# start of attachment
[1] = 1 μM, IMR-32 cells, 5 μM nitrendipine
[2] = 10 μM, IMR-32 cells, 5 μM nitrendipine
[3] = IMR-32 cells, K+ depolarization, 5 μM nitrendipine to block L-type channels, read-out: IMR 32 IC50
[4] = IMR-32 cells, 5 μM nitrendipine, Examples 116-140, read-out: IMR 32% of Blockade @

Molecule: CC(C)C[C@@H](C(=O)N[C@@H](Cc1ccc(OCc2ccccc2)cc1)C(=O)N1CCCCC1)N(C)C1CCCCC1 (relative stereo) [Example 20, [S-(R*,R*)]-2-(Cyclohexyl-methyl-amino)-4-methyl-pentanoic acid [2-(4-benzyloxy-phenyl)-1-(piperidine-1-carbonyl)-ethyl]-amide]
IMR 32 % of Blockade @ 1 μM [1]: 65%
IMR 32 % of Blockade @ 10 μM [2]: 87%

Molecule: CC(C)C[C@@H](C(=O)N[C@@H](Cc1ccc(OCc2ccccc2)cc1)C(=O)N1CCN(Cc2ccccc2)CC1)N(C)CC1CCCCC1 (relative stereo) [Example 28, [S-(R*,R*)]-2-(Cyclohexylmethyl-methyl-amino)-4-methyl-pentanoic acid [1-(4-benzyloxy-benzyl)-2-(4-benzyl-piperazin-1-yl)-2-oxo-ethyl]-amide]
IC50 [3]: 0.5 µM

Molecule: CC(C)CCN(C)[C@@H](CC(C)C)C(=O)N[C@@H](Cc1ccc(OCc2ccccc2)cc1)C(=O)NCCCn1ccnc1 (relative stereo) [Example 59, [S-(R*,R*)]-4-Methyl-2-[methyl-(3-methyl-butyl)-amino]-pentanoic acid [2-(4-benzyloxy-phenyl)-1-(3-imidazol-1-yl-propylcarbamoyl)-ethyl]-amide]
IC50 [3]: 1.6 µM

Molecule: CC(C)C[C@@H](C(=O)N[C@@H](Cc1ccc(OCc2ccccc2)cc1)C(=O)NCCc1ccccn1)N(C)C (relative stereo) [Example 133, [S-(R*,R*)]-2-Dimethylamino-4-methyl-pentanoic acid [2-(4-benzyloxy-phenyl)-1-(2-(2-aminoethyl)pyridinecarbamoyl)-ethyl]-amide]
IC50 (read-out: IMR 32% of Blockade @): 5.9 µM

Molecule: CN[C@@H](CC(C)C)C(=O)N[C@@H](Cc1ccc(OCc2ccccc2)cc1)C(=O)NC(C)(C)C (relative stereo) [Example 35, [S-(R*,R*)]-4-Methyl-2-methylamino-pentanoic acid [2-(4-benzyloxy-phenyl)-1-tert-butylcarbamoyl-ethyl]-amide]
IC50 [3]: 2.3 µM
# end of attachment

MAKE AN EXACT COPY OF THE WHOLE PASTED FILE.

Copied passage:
[1] = 1 μM, IMR-32 cells, 5 μM nitrendipine
[2] = 10 μM, IMR-32 cells, 5 μM nitrendipine
[3] = IMR-32 cells, K+ depolarization, 5 μM nitrendipine to block L-type channels, read-out: IMR 32 IC50
[4] = IMR-32 cells, 5 μM nitrendipine, Examples 116-140, read-out: IMR 32% of Blockade @

Molecule: CC(C)C[C@@H](C(=O)N[C@@H](Cc1ccc(OCc2ccccc2)cc1)C(=O)N1CCCCC1)N(C)C1CCCCC1 (relative stereo) [Example 20, [S-(R*,R*)]-2-(Cyclohexyl-methyl-amino)-4-methyl-pentanoic acid [2-(4-benzyloxy-phenyl)-1-(piperidine-1-carbonyl)-ethyl]-amide]
IMR 32 % of Blockade @ 1 μM [1]: 65%
IMR 32 % of Blockade @ 10 μM [2]: 87%

Molecule: CC(C)C[C@@H](C(=O)N[C@@H](Cc1ccc(OCc2ccccc2)cc1)C(=O)N1CCN(Cc2ccccc2)CC1)N(C)CC1CCCCC1 (relative stereo) [Example 28, [S-(R*,R*)]-2-(Cyclohexylmethyl-methyl-amino)-4-methyl-pentanoic acid [1-(4-benzyloxy-benzyl)-2-(4-benzyl-piperazin-1-yl)-2-oxo-ethyl]-amide]
IC50 [3]: 0.5 µM

Molecule: CC(C)CCN(C)[C@@H](CC(C)C)C(=O)N[C@@H](Cc1ccc(OCc2ccccc2)cc1)C(=O)NCCCn1ccnc1 (relative stereo) [Example 59, [S-(R*,R*)]-4-Methyl-2-[methyl-(3-methyl-butyl)-amino]-pentanoic acid [2-(4-benzyloxy-phenyl)-1-(3-imidazol-1-yl-propylcarbamoyl)-ethyl]-amide]
IC50 [3]: 1.6 µM

Molecule: CC(C)C[C@@H](C(=O)N[C@@H](Cc1ccc(OCc2ccccc2)cc1)C(=O)NCCc1ccccn1)N(C)C (relative stereo) [Example 133, [S-(R*,R*)]-2-Dimethylamino-4-methyl-pentanoic acid [2-(4-benzyloxy-phenyl)-1-(2-(2-aminoethyl)pyridinecarbamoyl)-ethyl]-amide]
IC50 (read-out: IMR 32% of Blockade @): 5.9 µM

Molecule: CN[C@@H](CC(C)C)C(=O)N[C@@H](Cc1ccc(OCc2ccccc2)cc1)C(=O)NC(C)(C)C (relative stereo) [Example 35, [S-(R*,R*)]-4-Methyl-2-methylamino-pentanoic acid [2-(4-benzyloxy-phenyl)-1-tert-butylcarbamoyl-ethyl]-amide]
IC50 [3]: 2.3 µM